Take the time to read this report, it’s excellent and very detailed in its analysis of state funds, highlighting key differences and interesting points on unreported fees and the success of shifting ever more assets into alternative investments like private equity, real estate and hedge funds.

A few things that struck me. First, it’s clear that state pensions are paying billions in hidden fees and something needs to change in terms of reporting these fees:

Comprehensive fee disclosure in annual financial reports is still uncommon, but a few other states have also adopted the practice. The South Carolina Retirement System (SCRS) collects detailed information on portfolio company fees, other fund-level fees, and accrued carried interest in addition to details provided by external managers’ standard invoices. Likewise, the Missouri State Employees’ Retirement System (MOSERS) is particularly thorough in collecting and reporting these fees, not only by asset class but also for each external manager. Both states reported performance fees of over 2 percent of private equity assets for fiscal 2014 in addition to about 1 percent in invoiced management fees.

If the relative size of traditionally unreported investment costs demonstrated by CalPERS, MOSERS, and the SCRS holds true for public pension plans generally, unreported fees could total over $4 billion annually on the $255 billion in private equity assets held by state retirement systems. That’s more than 40 percent over currently reported total investment expenses, which topped $10 billion in 2014. Policymakers, stakeholders, and the public need full disclosure on investment performance and fees to ensure that risks, returns, and costs are balanced to meet funds’ policy goals. Such assessments are unlikely when billions of dollars in fees are not reported.

I totally agree with that last part, we need a lot more fee transparency on all fees paid by asset class and each external manager. In fact, there should be a detailed breakdown of fees paid to brokers, advisors, lawyers, and pretty much all service providers at any public pension plan.

Moreover, it’s completely ridiculous that more than a third of state pensions only provide ten-year returns “gross of fees”. All public pensions should report all their returns net of all fees and costs because that represents the true cost of managing these assets.

Worse still, if you look at the state pensions that do report their ten-year returns gross of fees, you will see some well-known US pensions like CalSTRS and Mass PRIM (click on image):

It makes you wonder whether they have the appropriate systems to monitor all fees and costs or they are deliberately withholding this information because net of fees, the returns are a lot less over a ten-year period.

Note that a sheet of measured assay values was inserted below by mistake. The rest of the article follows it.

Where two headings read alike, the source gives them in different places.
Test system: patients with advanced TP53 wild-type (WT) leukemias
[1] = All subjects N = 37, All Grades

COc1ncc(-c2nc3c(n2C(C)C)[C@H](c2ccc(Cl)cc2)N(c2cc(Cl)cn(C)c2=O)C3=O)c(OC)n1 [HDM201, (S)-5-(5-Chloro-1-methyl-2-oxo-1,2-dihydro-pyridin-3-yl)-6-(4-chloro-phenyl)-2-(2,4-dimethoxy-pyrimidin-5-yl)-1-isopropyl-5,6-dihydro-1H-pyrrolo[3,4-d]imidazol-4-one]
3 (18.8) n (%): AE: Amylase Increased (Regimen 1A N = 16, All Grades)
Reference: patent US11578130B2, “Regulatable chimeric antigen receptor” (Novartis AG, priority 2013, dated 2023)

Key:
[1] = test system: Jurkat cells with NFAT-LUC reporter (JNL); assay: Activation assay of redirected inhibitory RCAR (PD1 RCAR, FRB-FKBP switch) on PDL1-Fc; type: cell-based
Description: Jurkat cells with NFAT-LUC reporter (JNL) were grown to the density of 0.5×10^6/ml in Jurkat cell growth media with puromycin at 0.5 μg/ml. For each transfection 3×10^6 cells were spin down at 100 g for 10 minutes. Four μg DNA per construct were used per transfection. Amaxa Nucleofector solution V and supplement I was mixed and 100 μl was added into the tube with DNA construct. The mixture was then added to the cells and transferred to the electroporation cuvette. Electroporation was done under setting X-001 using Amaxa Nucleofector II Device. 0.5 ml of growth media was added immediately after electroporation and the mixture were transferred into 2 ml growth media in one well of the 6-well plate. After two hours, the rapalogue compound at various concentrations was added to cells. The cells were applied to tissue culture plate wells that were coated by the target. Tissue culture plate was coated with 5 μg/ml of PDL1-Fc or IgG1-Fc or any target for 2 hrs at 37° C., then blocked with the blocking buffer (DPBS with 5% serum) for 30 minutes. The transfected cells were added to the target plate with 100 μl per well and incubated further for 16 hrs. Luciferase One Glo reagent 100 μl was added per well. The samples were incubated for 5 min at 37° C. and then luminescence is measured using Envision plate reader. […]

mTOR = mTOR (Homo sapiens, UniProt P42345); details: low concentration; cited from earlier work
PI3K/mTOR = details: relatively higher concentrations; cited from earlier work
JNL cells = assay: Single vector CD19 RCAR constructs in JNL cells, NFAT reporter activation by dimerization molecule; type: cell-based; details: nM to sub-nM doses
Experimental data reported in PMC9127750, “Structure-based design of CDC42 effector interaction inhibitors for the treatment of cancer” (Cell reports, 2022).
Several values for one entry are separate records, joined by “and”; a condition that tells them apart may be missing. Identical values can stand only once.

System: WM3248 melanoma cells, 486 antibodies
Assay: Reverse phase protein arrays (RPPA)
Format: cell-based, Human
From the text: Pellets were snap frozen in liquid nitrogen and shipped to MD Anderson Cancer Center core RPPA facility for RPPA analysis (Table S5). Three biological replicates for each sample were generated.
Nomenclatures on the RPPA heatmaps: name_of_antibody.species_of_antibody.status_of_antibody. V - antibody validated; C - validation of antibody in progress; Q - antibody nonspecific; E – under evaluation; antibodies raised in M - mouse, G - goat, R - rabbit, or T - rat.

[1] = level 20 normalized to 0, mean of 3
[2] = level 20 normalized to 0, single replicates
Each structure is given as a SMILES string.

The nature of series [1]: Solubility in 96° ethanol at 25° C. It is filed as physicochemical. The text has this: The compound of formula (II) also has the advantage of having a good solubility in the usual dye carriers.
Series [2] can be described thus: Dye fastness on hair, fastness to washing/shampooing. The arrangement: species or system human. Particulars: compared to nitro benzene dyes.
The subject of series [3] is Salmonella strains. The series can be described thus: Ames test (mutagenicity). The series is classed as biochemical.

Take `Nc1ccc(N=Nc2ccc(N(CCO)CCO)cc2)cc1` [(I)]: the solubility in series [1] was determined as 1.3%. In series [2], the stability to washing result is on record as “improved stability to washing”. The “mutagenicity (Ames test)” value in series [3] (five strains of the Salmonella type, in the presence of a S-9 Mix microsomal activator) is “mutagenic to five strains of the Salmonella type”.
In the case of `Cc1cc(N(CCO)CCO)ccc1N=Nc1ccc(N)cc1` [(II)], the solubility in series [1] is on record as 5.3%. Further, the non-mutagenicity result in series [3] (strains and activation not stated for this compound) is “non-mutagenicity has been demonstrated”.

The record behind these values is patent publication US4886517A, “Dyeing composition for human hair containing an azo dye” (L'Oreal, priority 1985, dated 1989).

The Pew report also highlights mixed results among state pensions in terms of returns following a shift to alternative investment strategies:

Although no clear relationship exists between the use of alternatives and total fund performance, there are examples of top-performing funds with long-standing alternative investment programs. Conversely, funds with recent and rapid entries into alternative markets—including significant allocations to hedge funds—were among those with the weakest 10-year yields.

Among the funds with successful long-standing alternative investment programs, the report cites the Washington Department of Retirement Systems (WDRS):

For example, the Washington Department of Retirement Systems (WDRS) is among the highest-performing public funds and has had a private equities program since 1981, making it one of the earliest adopters of alternative investments. In 2014, the WDRS had 36.3 percent of total investments in alternative asset classes, including 22.3 percent in private equity, 12.4 percent in real estate, and 1.6 percent in other alternatives. Hedge funds were notably absent from the mix. The fund’s long-term experience with the complexities of alternatives is reflected in its performance metrics: The WDRS has one of the highest 10-year returns of plans examined here, at 7.6 percent in 2015, buoyed in large part by the performance of its private equity and real estate holdings.

Now, a few points here. Notice that almost all of the alternative investments at WDRS are in private equity (22.3%) and real estate (12.4%) and more importantly, they were early adopters of such investments and have relationships that go back decades? This means they really know their funds well and likely also do a lot of co-investments with their GPs (general partners or funds they invest in) to lower their overall fees.

Another success in shifting into alternatives was South Dakota’s Retirement System:

Similarly, the South Dakota Retirement System began its private equity and real estate programs in the mid-1990s and realized 10-year returns of over 8 percent in 2015. The fund held nearly 25 percent of assets in alternative investments in 2014, but lowered this to less than 20 percent in 2015, comparable to the 18.3 percent held in alternatives in 2006. The 2015 allocation includes over 10 percent in real estate, 8 percent in private equity, and 1 percent in hedge funds. The fund reports net since inception internal rates of return of 9 percent for private equity and 21.4 percent for real estate, in comparison to the S&P 500 index of 5.8 percent for the same period.